George Will

     A visiting columnist is Andrew's excuse for taking a break from the work part of a sixth-grader's day in Coppell Middle School West (math, English -- the school stuff) and savoring anticipation of the good parts, such as lunch, baseball and lacrosse practice. He is dressed conservatively, even formally, as his age cohort understands such matters: red T-shirt reaching almost to his knees, blue shorts that aren't short -- they reach below his knees, toward his white sneakers.

     Nowadays, he says, ``I sometimes hold the tics in when I'm batting.'' Extreme concentration also helps Mike Johnston, a Pittsburgh Pirates reliever, contain his Tourette symptoms: ``I'll sometimes stare at something until my eyes water.'' Johnston, who was awakened in a Chicago hotel on an off-day by the thoughtless columnist, chats on the phone with Andrew, who is asking important questions, such as: ``Have you ever pitched to A-Rod?'' Johnston gets important information from Andrew: cap and jersey sizes. Pirates gear is on the way.

     Last year, Andrew came close to exhaustion from dread of teachers' incomprehension and from some children's cruelty. This year, Andrew's teachers and classmates are better informed. What causes his odd behavior may have caused similar behavior by some high-achievers -- probably Samuel Johnson, perhaps Mozart. Even more impressive, Jim Eisenreich, formerly of the Twins, Royals, Phillies, Marlins and Dodgers, has Tourette syndrome, as does Tim Howard, current goalie for Manchester United soccer club, the world's most famous sports team.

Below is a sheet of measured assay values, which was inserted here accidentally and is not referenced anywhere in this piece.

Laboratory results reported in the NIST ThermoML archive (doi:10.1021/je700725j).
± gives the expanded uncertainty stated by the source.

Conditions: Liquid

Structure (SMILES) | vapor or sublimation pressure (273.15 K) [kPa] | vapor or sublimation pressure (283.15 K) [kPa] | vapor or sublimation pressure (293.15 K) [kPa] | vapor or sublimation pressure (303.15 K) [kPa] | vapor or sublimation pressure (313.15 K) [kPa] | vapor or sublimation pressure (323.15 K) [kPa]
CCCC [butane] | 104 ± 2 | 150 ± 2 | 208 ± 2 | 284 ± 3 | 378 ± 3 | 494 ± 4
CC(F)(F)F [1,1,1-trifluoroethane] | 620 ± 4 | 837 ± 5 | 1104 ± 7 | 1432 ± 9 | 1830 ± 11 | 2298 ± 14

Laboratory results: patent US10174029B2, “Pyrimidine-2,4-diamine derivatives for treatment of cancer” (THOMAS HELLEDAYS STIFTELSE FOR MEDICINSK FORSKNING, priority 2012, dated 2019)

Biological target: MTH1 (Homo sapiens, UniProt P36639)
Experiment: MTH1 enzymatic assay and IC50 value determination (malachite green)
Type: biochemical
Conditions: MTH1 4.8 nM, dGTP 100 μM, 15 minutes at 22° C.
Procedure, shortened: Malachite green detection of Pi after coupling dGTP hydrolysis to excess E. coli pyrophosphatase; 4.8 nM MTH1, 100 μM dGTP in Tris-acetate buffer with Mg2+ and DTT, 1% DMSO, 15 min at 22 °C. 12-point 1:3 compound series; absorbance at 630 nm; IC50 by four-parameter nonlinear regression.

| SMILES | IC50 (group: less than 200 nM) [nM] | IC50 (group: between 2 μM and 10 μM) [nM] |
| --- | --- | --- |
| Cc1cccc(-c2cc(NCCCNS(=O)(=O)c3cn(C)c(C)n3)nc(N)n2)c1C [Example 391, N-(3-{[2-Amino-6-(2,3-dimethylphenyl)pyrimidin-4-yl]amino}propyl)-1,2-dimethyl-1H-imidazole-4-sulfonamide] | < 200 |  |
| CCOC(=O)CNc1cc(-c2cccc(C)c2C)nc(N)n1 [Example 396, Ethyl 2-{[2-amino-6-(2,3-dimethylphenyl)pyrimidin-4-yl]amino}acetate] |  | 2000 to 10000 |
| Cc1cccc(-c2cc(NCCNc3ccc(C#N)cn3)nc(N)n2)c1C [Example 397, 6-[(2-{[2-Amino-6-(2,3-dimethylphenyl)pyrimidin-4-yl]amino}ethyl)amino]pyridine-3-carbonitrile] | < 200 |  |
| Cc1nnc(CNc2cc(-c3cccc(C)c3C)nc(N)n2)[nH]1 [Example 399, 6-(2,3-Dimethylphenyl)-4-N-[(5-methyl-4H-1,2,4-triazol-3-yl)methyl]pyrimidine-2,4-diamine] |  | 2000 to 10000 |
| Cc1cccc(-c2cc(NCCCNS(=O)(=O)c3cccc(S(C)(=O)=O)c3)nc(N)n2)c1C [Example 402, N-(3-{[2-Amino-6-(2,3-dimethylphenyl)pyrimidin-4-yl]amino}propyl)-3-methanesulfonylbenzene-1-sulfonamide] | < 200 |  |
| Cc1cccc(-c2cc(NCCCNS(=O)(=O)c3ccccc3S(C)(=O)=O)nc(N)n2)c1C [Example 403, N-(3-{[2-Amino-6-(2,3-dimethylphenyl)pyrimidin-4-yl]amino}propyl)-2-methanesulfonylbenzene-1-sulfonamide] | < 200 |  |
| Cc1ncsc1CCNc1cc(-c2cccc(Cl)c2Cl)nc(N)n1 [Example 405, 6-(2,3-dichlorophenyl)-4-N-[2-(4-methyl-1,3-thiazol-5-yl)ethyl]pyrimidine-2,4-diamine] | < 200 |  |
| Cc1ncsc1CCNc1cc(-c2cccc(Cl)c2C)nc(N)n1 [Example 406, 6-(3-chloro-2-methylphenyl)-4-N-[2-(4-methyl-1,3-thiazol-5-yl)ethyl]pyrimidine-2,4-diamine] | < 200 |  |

The mind-body dichotomy is a perennial puzzlement for philosophers. Most people say, ``I have a body.'' Perhaps we should say, ``I am a body.'' People who say the latter mean that the mind, the soul -- whatever we call the basis of individual identity -- is a ``ghost in the machine,'' a mysterious emanation of our physicality. They may be right. But were Andrew given to paddling around in deep philosophic water -- if he were, he would not be your basic boy -- he might reply:

     ``No way. Wisdom is encoded in our common language. We all have, to some extent, a complex, sometimes adversarial, relationship with our physical selves. And I more than most people know that it is correct to say 'I have a body.' There is my body, and then there is me, trying to make it behave.''

     Let the philosophers contend about the mind-body distinction. If you think Andrew has it wrong, spend a day in his sneakers.


George Will

George F. Will is a 1976 Pulitzer Prize winner whose columns are syndicated in more than 400 magazines and newspapers worldwide.
 
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